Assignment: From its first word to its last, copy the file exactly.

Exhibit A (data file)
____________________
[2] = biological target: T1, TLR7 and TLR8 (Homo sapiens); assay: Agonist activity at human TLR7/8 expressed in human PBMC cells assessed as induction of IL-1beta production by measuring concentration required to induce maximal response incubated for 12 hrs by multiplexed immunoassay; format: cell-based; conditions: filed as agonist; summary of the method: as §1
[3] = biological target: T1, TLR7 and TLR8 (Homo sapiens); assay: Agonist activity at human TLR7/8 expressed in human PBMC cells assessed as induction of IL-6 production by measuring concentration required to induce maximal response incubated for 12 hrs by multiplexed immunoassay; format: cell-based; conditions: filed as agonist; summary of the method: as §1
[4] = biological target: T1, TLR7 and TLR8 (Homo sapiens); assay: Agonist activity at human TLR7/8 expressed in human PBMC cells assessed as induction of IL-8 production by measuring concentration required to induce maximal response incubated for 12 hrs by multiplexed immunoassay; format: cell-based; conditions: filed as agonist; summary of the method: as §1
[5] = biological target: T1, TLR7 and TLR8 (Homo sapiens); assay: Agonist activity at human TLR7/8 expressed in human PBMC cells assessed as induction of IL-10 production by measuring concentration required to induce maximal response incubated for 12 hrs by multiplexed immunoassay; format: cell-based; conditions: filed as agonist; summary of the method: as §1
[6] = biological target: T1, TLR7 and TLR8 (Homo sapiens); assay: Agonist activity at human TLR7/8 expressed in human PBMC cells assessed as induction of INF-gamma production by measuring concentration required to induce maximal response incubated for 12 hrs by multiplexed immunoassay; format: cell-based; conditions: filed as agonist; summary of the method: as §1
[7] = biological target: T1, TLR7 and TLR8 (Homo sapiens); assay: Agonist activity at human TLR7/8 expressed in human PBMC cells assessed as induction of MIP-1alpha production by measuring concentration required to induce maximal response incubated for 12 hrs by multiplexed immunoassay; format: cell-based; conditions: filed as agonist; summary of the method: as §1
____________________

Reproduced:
[2] = biological target: T1, TLR7 and TLR8 (Homo sapiens); assay: Agonist activity at human TLR7/8 expressed in human PBMC cells assessed as induction of IL-1beta production by measuring concentration required to induce maximal response incubated for 12 hrs by multiplexed immunoassay; format: cell-based; conditions: filed as agonist; summary of the method: as §1
[3] = biological target: T1, TLR7 and TLR8 (Homo sapiens); assay: Agonist activity at human TLR7/8 expressed in human PBMC cells assessed as induction of IL-6 production by measuring concentration required to induce maximal response incubated for 12 hrs by multiplexed immunoassay; format: cell-based; conditions: filed as agonist; summary of the method: as §1
[4] = biological target: T1, TLR7 and TLR8 (Homo sapiens); assay: Agonist activity at human TLR7/8 expressed in human PBMC cells assessed as induction of IL-8 production by measuring concentration required to induce maximal response incubated for 12 hrs by multiplexed immunoassay; format: cell-based; conditions: filed as agonist; summary of the method: as §1
[5] = biological target: T1, TLR7 and TLR8 (Homo sapiens); assay: Agonist activity at human TLR7/8 expressed in human PBMC cells assessed as induction of IL-10 production by measuring concentration required to induce maximal response incubated for 12 hrs by multiplexed immunoassay; format: cell-based; conditions: filed as agonist; summary of the method: as §1
[6] = biological target: T1, TLR7 and TLR8 (Homo sapiens); assay: Agonist activity at human TLR7/8 expressed in human PBMC cells assessed as induction of INF-gamma production by measuring concentration required to induce maximal response incubated for 12 hrs by multiplexed immunoassay; format: cell-based; conditions: filed as agonist; summary of the method: as §1
[7] = biological target: T1, TLR7 and TLR8 (Homo sapiens); assay: Agonist activity at human TLR7/8 expressed in human PBMC cells assessed as induction of MIP-1alpha production by measuring concentration required to induce maximal response incubated for 12 hrs by multiplexed immunoassay; format: cell-based; conditions: filed as agonist; summary of the method: as §1